SFWMD seeks $64 million to finish EAA reservoir’s STA to cut Lake Okeechobee discharges

Tyler Treadway
 
| Treasure Coast Newspapers

The reservoir project to cut Lake Okeechobee discharges to the St. Lucie and Caloosahatchee rivers got $64 million closer to completion Thursday.

The South Florida Water Management District board agreed to officially ask for a transfer of the $64 million the Legislature and Gov. Ron DeSantis set aside earlier this year for the Everglades Agricultural Area Reservoir Project.

That money gives the district the $174 million needed to complete the 6,500-acre stormwater treatment area, or STA, on schedule in 2023.

“This project is a priority of Governor DeSantis,” said board Chair Chauncey Goss, “and I’ll be happy to report that we’re proceeding full speed ahead.”

More: SFWMD begins construction at EAA Reservoir Project site

It’s the only project among the 68 in the Comprehensive Everglades Restoration Plan that both helps preserve the St. Lucie and Caloosahatchee estuaries and sends needed water to the Everglades and Florida Bay, said Anna Upton, general counsel for the Everglades Foundation.

Work underway

The district expects to send out requests for bids to build the rest of the STA this month and bring the results to the district board for approval in February.

Work on the STA, a manufactured marsh designed to clean water as it slowly flows through, began in April and has already spent about $15 million on its share of the project.

The estimated cost is $170 million.

The project also includes a 10,100-acre, 78.2-billion gallon reservoir with 37-foot walls to be built by the Army Corps of Engineers. The reservoir is expected to be completed sometime in 2027, said Corps spokesperson James Yocum, if needed funds are provided over the years by the federal government.

The STA can be used to store and clean water before the reservoir is completed. But its capacity for excess Lake O water — from 3.2 billion to 4.2 billion gallons — is a lot less than the reservoir’s.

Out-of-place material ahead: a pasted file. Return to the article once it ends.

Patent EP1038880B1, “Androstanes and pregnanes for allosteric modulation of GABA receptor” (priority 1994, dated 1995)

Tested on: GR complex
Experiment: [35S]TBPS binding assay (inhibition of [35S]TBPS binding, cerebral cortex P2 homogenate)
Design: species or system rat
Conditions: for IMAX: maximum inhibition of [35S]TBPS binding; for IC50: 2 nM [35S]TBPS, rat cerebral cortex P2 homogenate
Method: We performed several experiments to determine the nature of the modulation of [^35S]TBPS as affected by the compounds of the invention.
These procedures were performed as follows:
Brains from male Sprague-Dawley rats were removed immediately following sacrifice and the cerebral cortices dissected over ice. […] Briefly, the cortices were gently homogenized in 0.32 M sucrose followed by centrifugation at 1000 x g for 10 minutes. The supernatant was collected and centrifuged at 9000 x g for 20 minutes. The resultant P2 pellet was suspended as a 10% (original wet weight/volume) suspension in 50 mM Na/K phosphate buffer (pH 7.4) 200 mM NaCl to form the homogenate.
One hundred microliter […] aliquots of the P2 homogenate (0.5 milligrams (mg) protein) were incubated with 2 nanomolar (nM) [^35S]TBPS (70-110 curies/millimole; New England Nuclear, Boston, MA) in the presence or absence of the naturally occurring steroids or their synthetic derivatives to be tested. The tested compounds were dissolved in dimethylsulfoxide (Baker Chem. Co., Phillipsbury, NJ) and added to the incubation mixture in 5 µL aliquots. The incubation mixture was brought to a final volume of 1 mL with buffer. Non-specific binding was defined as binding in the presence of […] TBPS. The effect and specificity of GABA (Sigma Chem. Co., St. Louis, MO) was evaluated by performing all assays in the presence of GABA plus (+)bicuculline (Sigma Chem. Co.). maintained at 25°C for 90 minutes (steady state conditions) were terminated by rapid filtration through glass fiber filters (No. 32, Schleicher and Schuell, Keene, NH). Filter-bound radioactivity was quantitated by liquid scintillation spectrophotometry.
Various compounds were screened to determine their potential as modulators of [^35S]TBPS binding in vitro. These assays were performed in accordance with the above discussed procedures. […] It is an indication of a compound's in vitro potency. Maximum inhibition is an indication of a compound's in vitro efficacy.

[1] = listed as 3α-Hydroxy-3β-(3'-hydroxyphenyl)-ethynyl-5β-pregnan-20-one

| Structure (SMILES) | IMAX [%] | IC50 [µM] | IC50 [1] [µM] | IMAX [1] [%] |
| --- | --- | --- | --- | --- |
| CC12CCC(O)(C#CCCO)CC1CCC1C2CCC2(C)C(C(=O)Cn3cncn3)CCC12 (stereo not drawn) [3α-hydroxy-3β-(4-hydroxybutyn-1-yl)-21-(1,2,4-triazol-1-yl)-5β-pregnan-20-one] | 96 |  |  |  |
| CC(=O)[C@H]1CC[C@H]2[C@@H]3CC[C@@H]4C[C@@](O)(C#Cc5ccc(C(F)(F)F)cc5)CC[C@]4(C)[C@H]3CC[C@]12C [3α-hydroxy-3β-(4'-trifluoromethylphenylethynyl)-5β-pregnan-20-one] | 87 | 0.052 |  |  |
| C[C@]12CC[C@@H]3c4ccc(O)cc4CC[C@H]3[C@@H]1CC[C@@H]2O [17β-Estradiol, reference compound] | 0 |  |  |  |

More: Environmentalists encourage Corps to redesign reservoir project

Lake O discharges that began Oct. 14 have sent about 15 billion gallons of lake water to the St. Lucie River and about 60 billion gallons to the Caloosahatchee River to date.

More: Eta’s rains will raise Lake O, cause continued discharges

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Video: How a drop of water at Disney can pollute the St. Lucie River

Here’s why that Lake O reservoir is necessary. DACIA JOHNSON/TCPALM

The completed project is expected, when used in conjunction with other existing and planned projects, to reduce the number of damaging Lake O discharges to the St. Lucie and Caloosahatchee rivers by 63%.

It also will send an average of about 120.6 billion gallons of clean water south to the thirsty Everglades and Florida Bay every year.

The entire project will cost about $1.6 billion, with the state and federal governments splitting the cost.

More: See the SFWMD board presentation on the EAA Reservoir Project

Tyler Treadway is an environment reporter who specializes in issues facing the Indian River Lagoon. Support his work on TCPalm.com.  Contact him at 772-221-4219 and tyler.treadway@tcpalm.com.

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